Hospice is a specific type of “palliative care” which focuses on comfort driven care and pain relief, not curing. While palliative care may be available for patients at any stage of an illness, hospice care is for those with “a life-limiting illness,” in other words, people who are un- likely to live for more than six months. Its goal is to give the patient control, dignity and comfort and ensure that the final months of life are as good as possible. It helps patients and their family members plan for the care that will be afforded during “end-of-life,” and guides them through the health care system.
What does hospice include?
Pain and symptom relief, bereavement counseling for family members and loved ones, assistance in organizing financial affairs and help navigating the healthcare system.
Who provides hospice?
Hospice care is provided by doctors, who are specially trained in palliative medicine, together with a team of care givers that may include nurses, social workers, chaplains, physical therapists, dietitians, volunteers and others. Typically, the hospice physician collaborates with the patient’s primary physician to coordinate care.
When should one apply?
Hospice services are for patients with a wide range of life-limiting illnesses such as cancer, heart disease, congestive heart failure, lung disease, and neurological disorders such as Alzheimer’s disease and dementia. Any person who likely has six months or less to live qualifies for hospice care. Unfortunately, too often people wait until death is imminent – weeks or even days away – before seeking hospice, missing out on months of helpful care for themselves and their loved ones. There are two primary requirements, that the patient have a life-limiting illness and that they no longer seek curative treatment for that illness.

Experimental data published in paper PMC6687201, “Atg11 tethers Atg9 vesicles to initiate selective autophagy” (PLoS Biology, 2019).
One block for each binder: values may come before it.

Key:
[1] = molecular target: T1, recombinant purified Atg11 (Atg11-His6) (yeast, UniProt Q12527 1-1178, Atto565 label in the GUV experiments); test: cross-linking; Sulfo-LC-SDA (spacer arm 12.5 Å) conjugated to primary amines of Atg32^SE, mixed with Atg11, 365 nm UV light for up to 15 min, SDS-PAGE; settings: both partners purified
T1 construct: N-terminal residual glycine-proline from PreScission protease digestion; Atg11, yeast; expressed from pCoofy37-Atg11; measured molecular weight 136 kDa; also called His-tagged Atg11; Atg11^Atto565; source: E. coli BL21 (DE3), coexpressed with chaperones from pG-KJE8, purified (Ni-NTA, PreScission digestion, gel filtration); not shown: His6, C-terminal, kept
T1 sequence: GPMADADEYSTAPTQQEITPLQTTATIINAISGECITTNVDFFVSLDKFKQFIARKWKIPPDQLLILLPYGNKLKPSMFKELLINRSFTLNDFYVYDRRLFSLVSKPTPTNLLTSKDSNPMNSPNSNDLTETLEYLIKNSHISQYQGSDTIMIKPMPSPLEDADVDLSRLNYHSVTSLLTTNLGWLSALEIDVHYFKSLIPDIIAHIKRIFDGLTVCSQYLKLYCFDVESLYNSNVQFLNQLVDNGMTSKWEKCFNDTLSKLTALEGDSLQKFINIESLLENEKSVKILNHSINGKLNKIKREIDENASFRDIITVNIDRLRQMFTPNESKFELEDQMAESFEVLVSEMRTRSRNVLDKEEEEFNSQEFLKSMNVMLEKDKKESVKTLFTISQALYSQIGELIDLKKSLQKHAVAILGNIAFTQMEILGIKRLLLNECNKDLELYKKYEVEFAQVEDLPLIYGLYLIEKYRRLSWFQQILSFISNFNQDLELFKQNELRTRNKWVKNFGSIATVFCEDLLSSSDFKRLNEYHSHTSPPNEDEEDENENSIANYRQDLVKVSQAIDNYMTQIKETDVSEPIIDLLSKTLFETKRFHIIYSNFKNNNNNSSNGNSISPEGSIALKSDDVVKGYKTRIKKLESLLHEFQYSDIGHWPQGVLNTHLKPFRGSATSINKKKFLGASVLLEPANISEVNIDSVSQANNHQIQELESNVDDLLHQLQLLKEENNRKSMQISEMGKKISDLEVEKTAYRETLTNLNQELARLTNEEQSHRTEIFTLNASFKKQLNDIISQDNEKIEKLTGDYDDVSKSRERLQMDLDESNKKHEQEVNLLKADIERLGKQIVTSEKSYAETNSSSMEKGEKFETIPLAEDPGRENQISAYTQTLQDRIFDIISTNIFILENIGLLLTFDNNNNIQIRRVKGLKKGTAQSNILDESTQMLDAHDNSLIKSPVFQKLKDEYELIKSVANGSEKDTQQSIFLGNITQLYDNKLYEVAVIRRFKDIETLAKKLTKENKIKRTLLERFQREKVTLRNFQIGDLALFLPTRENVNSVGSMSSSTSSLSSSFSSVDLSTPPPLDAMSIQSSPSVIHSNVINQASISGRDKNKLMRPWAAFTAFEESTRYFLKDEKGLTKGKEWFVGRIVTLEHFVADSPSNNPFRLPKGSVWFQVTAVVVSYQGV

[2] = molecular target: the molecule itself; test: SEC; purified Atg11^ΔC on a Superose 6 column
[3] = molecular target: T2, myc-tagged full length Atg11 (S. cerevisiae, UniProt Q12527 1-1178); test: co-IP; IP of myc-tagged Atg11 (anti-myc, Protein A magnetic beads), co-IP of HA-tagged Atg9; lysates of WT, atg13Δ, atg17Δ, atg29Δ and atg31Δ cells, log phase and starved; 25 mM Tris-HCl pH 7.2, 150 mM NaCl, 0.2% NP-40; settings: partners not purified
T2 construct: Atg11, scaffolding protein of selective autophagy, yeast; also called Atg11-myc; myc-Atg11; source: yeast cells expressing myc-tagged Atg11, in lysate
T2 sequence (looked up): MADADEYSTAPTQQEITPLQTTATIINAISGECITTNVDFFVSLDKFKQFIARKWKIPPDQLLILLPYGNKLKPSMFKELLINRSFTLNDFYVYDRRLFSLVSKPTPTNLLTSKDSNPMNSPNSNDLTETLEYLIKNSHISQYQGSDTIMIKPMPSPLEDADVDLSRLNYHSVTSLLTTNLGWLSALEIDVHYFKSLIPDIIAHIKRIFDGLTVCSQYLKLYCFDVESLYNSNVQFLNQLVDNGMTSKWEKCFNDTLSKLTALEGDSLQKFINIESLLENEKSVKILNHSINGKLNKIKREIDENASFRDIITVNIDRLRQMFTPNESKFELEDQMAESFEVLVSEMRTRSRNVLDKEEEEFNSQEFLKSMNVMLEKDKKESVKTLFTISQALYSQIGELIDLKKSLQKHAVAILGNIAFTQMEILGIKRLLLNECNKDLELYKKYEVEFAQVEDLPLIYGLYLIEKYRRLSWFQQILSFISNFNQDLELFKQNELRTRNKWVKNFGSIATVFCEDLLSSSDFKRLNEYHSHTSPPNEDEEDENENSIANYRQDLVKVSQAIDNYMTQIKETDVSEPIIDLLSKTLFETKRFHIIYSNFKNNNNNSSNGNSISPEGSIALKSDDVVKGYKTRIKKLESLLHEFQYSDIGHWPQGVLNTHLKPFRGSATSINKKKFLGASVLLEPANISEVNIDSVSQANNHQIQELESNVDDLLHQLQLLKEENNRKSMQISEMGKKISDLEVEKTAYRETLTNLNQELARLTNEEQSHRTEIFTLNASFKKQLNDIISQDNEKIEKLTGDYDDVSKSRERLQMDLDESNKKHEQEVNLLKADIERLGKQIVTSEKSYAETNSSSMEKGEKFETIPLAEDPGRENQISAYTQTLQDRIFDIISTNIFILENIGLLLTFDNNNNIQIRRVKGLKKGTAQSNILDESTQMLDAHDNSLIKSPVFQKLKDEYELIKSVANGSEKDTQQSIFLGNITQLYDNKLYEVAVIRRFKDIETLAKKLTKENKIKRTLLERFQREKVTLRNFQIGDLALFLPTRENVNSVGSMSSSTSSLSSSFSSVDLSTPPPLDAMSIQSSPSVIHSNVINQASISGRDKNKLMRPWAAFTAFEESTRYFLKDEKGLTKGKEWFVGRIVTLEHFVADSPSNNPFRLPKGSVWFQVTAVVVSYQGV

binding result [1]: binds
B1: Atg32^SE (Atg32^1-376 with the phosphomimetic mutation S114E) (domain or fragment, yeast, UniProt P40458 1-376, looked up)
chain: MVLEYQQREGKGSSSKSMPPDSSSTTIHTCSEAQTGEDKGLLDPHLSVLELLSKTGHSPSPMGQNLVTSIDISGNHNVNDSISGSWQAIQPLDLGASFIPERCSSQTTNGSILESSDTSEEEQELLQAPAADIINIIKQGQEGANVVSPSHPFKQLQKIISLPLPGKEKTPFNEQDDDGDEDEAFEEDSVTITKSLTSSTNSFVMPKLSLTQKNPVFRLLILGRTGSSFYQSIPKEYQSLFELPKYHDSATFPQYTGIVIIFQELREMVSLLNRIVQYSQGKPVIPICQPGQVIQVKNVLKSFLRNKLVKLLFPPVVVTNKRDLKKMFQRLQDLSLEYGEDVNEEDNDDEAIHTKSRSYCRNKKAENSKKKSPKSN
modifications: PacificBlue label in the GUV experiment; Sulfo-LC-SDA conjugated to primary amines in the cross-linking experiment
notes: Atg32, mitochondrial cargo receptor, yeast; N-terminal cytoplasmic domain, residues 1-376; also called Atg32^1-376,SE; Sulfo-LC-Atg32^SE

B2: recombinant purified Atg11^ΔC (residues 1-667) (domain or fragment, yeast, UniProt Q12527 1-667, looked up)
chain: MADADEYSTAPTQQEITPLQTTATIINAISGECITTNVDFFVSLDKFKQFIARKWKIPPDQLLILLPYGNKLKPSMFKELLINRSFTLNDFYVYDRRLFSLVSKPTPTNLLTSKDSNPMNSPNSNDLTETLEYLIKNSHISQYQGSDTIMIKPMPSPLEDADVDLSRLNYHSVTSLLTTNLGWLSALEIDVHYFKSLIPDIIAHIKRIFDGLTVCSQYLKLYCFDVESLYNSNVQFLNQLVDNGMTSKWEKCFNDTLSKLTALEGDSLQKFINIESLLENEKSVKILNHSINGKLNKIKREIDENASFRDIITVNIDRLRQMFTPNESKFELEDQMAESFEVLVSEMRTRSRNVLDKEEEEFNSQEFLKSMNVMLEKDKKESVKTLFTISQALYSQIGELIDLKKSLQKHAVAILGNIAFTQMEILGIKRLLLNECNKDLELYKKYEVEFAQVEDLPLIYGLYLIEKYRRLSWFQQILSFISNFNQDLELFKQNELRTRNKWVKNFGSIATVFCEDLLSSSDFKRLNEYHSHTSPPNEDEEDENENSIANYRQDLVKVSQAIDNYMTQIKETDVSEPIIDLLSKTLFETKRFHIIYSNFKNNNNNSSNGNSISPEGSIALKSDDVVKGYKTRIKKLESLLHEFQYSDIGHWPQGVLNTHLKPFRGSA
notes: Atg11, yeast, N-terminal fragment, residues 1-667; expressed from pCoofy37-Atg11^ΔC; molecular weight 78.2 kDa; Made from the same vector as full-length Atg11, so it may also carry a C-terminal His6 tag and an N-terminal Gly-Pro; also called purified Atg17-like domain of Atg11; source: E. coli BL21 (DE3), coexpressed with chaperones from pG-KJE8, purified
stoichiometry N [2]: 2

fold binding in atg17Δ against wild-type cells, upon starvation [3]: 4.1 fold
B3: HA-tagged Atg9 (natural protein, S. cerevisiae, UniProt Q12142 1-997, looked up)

Where is hospice available?
Hospice is available nationwide. It is usually provided at home but it can also be provided in hospitals, nursing homes and assisted living facilities.
Does insurance cover hospice care?
Many private insurance plans and health maintenance organizations (HMOs) offer hospice and palliative care benefits. Medicare offers the full scope of hospice benefits including medication for pain and symptom management, doctor visits, counseling, and other hospice services. It is important to understand that once hospice is requested, Medicare does not cover the cost of aggressive treatment intended to cure illness. Medicaid recipients are also covered for hospice and palliative care.
How does one access hospice?
Anyone can request hospice services at any time. The hospice staff will then contact the patient’s primary care physician to determine if hospice is appropriate and work with the patient to provide care. Hospice does not require a specific diagnosis. If you or a loved one could benefit from hospice care, ask your doctor to refer you to a hospice and palliative doctor or hospice organization.